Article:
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It’s always good to start an article with a fact, so here goes. Asbestos is the single greatest cause of work-related deaths in the UK. It is estimated that is responsible for around 4,500 deaths a year. It causes four main diseases: mesothelioma (always fatal), lung cancer (almost always fatal), asbestosis (very debilitating if not fatal) and diffuse pleural thickening (non-fatal but very unpleasant). So, ok, we realise that is quite a few facts but you have to admit they are all quite shocking.

The main danger from asbestos comes from the fibres it releases, which are inhaled and cause these serious health concerns. There is a very low level of asbestos fibres in the atmosphere but working in close proximity to it greatly increases your chance of contracting one of the above diseases. And the other terrifying fact is that the problems rarely manifest themselves immediately, with effects being seen often only many years later. So, you need to make sure you are protected fully now.                                                                                                                                                                                                                                                                                                                                                                                                                   

Where do you find asbestos?
It is important to know where you might come across asbestos in order to avoid it or use proper precautions. It can be found in any building that was built or renovated before 2000. Because of its uses in insulation and fire retardation, it was widely used in construction for many years. Usually if it is left where it is, it should be fine but when it is disturbed it starts to release its fibres into the atmosphere, which can be potentially very dangerous. So, the bottom line is, if you are unsure, then don’t touch it and get professional help.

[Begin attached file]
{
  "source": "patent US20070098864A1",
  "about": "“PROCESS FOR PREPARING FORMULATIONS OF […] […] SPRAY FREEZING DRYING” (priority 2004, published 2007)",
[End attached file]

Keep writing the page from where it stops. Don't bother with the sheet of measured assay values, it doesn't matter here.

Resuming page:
When working with asbestos do…
Always stop and ask as we have mentioned, as removal needs to be carried out by a trained and licensed contractor. You should always use the proper safety equipment, including a suitable and well-fitting facemask and make sure you wash at breaks and before going home.


All waste should be tidied up and disposed off properly as you go along. Leaving it lying around increases the risk of exposure. Double bag any waste products and dispose of it at licensed tips. You should always ensure you have been properly trained and that the work is notified if required.


When working with asbestos don’t…
Make sure you don’t disturb anything until you are 100% sure what it is. You should not work with anyone who is not properly trained. Never ignore the other risks that often come with working with asbestos, such as working at heights or in confined spaces.

Don’t smoke, eat or drink in the working area. Don’t sweep or dust debris, but use a vacuum cleaner. And also try and avoid using power tools or anything that will create unnecessary dust. It’s also important never to re-use the clothing or masks that you use on the job – they should be disposed of correctly.

Employers should remember that there are very clear legal guidelines about putting staff at risk of asbestos poisoning. You should be aware of these and fully implement any legal requirements or you may be legally responsible for any accidents of injuries that occur.


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